For cyber security analysts and penetration testers dealing with mobile applications is the day-to-day activity. But if we are talking about Android applications, it’s quite straightforward due to mostly of apps are open sourced and Android OS can be simply implementing onto your virtual environment. But with iOS it’s completely opposite situation and researchers have to install cracked OS like Jailbreak on their old iPhones/iPads. Today we will try to fix that problem out and find an easiest way to analyze apps for iOS.
Let’s first discuss about the equipment. During my research I will use the next ones:
- MacBook Pro (you are free to use any other PC)
- Parallels (or other Virtualization system, for instance VirtualBox or VMWare)
- Kali Linux 2021.3 (yeah, I’m the oldfag 😉
- BurpSuite Community version (it’s the free one)
- iPhone SE 2 Generation (or another fully update iPhone)
Ok, we got everything we need and now it’s time to configure that properly. The main idea is to make the traffic from iPhone goes through our Kali Linux where we can intercept/sniff it for our further purposes. But even when we can do that, the encrypted packets are another issue. That’s why BurpSuite is our lifesaver, but, first things first.
To make the route possible, first, we need to make our Kali Linux virtual machine as a dedicated host so we can interact with it from any device within the network / Wi-Fi subnet.
To do that, let’s set the NIC (network interface card) as a Bridge. In most cases your router’s DHCP service will provide all the configurations, but in my case it hasn’t worked. So, I created another network profile in Kali machine and fulfilled settings manually. By the way, that’s even better because we won’t struggle if IP changes.
Once the settings are configured, let’s check and assure it’s working.
Good, we could connect directly from the phone to our virtual machine. Now it’s time to make some magic and push all the mobile’s traffic through that as well. To reach our aims we are going to use Proxy.
Let’s launch the BurpSuite. By default, BurpSuite’s proxy is configured only for localhost (127.0.0.1).
To make it reachable outside the machine, we have to change “Bind to address” options. To make that, go to “Proxy” > “Options” > “Proxy Listeners”, select the Interface and press “Edit” button. In the pop-up window select “All interfaces” and press “Ok”.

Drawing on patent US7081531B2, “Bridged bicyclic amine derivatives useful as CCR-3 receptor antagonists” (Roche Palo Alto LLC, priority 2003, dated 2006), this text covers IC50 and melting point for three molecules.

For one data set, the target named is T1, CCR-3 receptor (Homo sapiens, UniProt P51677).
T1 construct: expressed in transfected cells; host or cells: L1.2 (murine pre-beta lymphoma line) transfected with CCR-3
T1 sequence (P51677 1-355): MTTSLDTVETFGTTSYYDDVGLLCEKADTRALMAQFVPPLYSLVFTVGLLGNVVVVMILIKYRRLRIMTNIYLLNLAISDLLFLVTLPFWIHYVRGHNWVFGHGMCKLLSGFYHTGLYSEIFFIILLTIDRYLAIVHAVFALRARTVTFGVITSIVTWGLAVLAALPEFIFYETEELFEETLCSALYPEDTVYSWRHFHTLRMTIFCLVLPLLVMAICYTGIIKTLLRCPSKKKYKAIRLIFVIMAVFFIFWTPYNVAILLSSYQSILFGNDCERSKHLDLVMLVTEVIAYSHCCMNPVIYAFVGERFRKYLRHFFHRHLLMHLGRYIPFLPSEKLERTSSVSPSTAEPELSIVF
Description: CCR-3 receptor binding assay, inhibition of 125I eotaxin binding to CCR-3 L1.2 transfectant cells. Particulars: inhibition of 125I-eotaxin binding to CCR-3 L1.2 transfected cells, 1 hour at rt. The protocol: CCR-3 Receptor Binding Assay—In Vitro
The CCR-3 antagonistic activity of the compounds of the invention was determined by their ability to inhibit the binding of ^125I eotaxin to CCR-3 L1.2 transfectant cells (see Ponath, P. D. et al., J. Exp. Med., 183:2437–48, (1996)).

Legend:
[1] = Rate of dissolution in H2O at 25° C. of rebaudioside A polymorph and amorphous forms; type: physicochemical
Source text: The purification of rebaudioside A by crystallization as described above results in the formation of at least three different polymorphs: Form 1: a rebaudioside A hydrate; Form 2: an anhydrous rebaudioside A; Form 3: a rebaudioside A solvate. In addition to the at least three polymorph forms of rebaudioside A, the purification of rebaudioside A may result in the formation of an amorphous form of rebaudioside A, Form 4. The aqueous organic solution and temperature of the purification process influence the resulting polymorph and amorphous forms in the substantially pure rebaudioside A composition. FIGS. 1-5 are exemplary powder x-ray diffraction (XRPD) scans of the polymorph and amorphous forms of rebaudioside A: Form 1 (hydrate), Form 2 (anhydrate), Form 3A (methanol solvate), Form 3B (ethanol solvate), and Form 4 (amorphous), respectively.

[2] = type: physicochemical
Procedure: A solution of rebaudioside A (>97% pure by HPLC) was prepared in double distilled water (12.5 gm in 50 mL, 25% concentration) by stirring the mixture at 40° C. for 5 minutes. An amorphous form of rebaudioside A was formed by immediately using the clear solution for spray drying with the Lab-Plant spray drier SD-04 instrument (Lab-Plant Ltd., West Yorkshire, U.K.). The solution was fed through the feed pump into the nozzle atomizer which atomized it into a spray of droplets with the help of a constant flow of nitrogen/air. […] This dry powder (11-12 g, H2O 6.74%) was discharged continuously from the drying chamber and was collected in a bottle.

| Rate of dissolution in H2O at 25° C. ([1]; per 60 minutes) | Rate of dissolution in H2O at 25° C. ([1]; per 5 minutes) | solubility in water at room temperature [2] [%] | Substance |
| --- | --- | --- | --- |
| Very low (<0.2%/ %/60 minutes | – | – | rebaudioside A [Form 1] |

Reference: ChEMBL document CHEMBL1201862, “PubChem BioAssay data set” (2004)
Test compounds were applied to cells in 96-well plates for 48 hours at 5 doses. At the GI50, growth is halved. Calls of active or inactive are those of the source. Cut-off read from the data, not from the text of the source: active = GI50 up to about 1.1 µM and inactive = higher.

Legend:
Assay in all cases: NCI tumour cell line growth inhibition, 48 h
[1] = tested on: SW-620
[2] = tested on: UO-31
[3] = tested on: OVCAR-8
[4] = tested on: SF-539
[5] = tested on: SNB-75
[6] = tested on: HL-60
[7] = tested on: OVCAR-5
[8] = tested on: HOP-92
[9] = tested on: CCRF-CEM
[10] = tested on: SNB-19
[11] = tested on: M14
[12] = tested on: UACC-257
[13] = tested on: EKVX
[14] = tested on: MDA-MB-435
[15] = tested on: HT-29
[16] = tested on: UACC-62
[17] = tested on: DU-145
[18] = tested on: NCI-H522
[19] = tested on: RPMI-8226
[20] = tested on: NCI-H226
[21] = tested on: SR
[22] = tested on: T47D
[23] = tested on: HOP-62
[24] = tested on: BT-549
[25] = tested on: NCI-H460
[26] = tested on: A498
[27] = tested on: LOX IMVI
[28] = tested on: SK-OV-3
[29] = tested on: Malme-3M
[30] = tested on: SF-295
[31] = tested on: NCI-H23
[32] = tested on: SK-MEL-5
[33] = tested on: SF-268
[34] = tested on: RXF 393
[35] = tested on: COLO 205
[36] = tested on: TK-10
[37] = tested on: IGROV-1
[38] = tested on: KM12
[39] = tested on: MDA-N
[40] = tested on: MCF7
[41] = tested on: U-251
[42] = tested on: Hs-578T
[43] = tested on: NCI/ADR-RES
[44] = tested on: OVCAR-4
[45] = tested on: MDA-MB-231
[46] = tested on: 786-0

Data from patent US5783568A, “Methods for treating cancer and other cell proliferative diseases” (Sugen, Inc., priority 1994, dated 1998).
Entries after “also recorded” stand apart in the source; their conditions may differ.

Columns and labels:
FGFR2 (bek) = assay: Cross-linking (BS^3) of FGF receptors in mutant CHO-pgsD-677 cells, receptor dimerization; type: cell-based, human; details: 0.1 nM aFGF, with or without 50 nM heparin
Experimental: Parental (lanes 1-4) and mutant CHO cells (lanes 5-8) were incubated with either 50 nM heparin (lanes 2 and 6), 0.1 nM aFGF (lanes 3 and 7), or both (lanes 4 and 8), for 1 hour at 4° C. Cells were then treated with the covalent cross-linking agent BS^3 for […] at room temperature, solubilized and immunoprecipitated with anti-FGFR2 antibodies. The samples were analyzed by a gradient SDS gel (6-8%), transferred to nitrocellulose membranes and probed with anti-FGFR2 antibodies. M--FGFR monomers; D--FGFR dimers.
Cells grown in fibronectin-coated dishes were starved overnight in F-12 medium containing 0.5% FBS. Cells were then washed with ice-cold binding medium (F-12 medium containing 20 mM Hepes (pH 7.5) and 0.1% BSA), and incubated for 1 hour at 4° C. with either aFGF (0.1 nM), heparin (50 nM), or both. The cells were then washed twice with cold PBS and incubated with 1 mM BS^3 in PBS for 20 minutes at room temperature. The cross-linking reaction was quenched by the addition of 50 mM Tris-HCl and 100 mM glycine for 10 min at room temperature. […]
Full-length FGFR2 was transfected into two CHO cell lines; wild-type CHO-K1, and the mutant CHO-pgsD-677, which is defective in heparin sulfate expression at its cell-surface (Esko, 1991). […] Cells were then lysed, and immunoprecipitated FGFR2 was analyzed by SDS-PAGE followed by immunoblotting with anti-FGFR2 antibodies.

If you’ve done everything correctly, your interface should be changed to “*.8080”.
Nice. The next step is to install Burp certificate into the iPhone.
Why do we need that? First, almost 90% of the traffic is encrypted hence instead of cleartext we will see only the God knows what in our intercepted output. Second, some applications won’t work at all because of an untrusted certificate. Instead of a web-site the browser will show us something like that:
To install Burp certificate on your iPhone first you need to configure the proxy. Go to “Settings” and press the “Wi-Fi” item; then press the “Info” icon and scroll down till you reach the “Configure Proxy”. There, insert your Kali Linux IP-address and BurpSuite port; in our case it’s 192.168.1.145 and 8080 respectively.
Do you think that’s all? C’mon, it’s iPhone: to set something up you have to have plenty of approvals 😉
Now, having downloaded the certificate (or Configuration profile), we have to implement it into the phone. Go to “Settings” where you can find a new appeared item “Profile Downloaded”. Follow the link press “Install” – you’ll have to enter your passcode.
Then, as we are used to do – “Next, next, next” or “Install, Install, Done” in our case.